Episodes 1982; 5(4): 22-25
Published online December 1, 1982
Copyright © International Union of Geological Sciences.
Exploration Team, British National Oil Corporation, 150 St. Vincent Street, Glasgow, G2 5LJ, U.K.
This is an Open Access article distributed under the terms of the Creative Commons Attribution Non-Commercial License (http://creativecommons.org/licenses/by-nc/4.0) which permits unrestricted non-commercial use, distribution, and reproduction in any medium, provided the original work is properly cited.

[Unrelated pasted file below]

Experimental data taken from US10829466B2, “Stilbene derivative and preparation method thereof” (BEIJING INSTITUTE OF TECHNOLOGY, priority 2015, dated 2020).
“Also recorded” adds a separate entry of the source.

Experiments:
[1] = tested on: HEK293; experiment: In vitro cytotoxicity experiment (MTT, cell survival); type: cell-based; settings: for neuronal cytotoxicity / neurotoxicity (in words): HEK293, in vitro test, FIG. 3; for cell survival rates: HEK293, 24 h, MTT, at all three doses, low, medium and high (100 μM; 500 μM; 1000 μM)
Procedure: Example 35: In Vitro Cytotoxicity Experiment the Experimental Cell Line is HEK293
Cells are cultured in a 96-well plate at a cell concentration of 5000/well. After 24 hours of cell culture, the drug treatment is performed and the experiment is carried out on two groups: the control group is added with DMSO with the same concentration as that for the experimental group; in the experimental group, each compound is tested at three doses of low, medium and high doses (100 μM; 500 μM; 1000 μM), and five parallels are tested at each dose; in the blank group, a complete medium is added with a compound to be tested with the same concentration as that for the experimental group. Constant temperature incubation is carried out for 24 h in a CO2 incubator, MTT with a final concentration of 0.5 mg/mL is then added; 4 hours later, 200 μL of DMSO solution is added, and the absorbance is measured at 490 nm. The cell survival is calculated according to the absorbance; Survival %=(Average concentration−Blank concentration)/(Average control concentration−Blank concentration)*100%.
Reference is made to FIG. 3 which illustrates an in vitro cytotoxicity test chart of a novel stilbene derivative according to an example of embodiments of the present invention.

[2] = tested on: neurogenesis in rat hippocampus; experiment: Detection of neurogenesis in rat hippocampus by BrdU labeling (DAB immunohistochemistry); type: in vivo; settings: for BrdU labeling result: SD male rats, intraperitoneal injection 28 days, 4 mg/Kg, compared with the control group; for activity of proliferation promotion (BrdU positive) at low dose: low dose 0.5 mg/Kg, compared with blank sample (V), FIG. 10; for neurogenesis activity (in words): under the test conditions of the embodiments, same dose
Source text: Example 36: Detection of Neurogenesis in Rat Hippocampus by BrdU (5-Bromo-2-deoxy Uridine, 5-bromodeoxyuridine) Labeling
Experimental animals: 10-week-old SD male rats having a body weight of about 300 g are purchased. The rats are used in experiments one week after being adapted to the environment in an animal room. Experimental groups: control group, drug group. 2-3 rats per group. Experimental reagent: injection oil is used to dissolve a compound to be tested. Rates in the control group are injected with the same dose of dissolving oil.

Pressure solution has long been recognized as an important mechanism of deformation, particularly in sedimentary rocks at low metamorphic grade. Geologists have tended to study only the most easily managed aspect of pressure solution structures – their geometry as a record of rock deformation. At the same time, the most common pressure solution structures, such as stylolites in limestones, clearly evolve through complex chemical processes, as do cleavage stripes and associated syntectonic veins which are abundant in terrigenous sedimentary rocks that have been deformed under low grade metamorphic conditions. This review focusses on stripes and veins, drawing together those concepts that need integrated study in order to reach a better understanding of pressure solution.